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Athletes appeal to NCAA in protest of anti-transgender laws

More than 500 college athletes have signed a letter to the NCAA Board of Governors asking the organization to refuse to schedule championships in states that have banned transgender participation in sports.

The move follows a wave of legislative efforts across the country aimed at transgender athletes. Idaho banned transgender women from taking part in women’s and girls’ sports last year, although that law has been challenged in court. State legislatures in North Dakota and Mississippi have recently passed similar measures.

The letter to the NCAA asks the board to uphold the organization’s nondiscrimination policy, citing the decision to move championships out of North Carolina in 2016 in response to House Bill 2, which legislated transgender use of public restrooms.

“We call upon you to ensure that the NCAA lives up to the guidelines and standards that they claim to uphold by making a firm statement that you will uphold the NCAA Anti-Discrimination Policy and only operate championships and events in states that promote an inclusive atmosphere,” the letter says.

The NCAA has had policies in place since 2011 that allow for transgender participation in sports.

The letter was the idea of track and field athletes Aliya Schenck and Alana Bojar of Washington University in St. Louis, who work with Athlete Ally. Athletes from across the different college sports signed on to the effort.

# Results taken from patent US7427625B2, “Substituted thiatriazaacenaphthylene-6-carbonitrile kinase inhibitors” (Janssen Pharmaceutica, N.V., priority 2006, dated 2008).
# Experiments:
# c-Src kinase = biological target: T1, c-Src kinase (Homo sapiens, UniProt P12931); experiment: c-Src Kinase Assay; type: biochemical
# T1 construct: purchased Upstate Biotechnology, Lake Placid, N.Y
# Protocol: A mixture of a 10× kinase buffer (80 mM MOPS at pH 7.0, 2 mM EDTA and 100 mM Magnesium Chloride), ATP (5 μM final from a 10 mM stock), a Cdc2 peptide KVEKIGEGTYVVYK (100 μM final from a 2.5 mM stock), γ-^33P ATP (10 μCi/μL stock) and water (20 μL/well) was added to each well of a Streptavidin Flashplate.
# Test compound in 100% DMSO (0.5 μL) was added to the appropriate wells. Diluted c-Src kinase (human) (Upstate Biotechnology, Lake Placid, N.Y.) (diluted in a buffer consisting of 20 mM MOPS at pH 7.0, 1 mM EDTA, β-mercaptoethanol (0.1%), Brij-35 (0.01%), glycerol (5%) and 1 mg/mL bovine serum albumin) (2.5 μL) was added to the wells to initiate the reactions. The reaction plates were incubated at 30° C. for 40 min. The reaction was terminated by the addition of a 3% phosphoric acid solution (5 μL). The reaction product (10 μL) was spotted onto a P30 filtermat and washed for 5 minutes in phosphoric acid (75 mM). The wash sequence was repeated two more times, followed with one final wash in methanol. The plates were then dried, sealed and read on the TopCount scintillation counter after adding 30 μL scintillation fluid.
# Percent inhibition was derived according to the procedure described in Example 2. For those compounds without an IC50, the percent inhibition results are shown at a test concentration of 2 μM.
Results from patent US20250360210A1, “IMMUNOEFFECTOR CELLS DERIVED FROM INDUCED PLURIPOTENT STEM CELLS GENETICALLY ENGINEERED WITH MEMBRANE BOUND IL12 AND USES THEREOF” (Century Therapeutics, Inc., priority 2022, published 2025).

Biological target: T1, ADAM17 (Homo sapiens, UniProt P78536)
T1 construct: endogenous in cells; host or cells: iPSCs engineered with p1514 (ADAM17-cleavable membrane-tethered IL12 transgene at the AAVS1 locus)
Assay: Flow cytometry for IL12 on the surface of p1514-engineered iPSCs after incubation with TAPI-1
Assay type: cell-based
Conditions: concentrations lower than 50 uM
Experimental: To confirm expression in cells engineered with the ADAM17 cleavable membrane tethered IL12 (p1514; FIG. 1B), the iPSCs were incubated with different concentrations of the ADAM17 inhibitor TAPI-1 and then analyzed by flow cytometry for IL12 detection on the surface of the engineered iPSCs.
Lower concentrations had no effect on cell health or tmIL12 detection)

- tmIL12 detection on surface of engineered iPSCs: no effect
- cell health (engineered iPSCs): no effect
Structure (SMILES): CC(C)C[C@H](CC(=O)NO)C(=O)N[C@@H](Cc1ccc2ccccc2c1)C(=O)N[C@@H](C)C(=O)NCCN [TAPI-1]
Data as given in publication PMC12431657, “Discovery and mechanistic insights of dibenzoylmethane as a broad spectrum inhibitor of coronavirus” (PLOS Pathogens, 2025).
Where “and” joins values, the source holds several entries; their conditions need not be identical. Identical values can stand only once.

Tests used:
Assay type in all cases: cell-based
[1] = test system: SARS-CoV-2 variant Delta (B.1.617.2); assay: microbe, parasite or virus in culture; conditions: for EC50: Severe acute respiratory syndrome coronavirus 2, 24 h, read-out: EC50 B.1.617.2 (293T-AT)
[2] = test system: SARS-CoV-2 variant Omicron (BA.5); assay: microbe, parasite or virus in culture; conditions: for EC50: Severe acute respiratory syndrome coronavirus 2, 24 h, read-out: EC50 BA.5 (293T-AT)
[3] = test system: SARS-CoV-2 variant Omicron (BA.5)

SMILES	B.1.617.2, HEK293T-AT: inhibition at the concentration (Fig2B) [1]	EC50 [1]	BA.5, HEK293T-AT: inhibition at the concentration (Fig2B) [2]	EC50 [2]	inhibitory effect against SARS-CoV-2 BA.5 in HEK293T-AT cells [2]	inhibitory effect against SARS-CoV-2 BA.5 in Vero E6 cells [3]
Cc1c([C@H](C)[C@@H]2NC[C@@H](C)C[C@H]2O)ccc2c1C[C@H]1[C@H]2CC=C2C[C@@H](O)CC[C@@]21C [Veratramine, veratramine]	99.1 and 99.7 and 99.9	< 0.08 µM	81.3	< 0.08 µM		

“All student-athletes should be safe and protected when competing in NCAA championships,” the two said in a statement. “Your silence on this issue is only allowing more states to pass these bills. We urge you to act now and make a strong statement against these bills, saying that the NCAA will not host championships in states that openly discriminate against LGBTQI+ athletes.”

Athlete Ally is a nonprofit group that advocates for LGBTQI+ athletes. Last year it was part of an effort on behalf of 200 current and former athletes — including Megan Rapinoe, Billie Jean King and Candace Parker — who filed an amicus brief with the 9th U.S. Circuit Court of Appeals in opposition to the Idaho law.

“Though the NCAA has continued to monitor the bills and has spoken out in support of trans athletes, the time is now for the NCAA to listen to hundreds of student athletes calling on them to clearly and unequivocally put the health and safety of all student-athletes first and condemn these horrific bills,” said Anne Lieberman, Athlete Ally’s director of policy and programs.

The NCAA issued a statement to The Associated Press saying it continues to monitor legislation that affects transgender athletes.

“The NCAA believes in fair and respectful student-athlete participation at all levels of sport. The Association’s transgender student-athlete participation policy and other diversity policies are designed to facilitate and support inclusion,” the statement said. “The NCAA believes diversity and inclusion improve the learning environment and it encourages its member colleges and universities to support the well-being of all student-athletes.”

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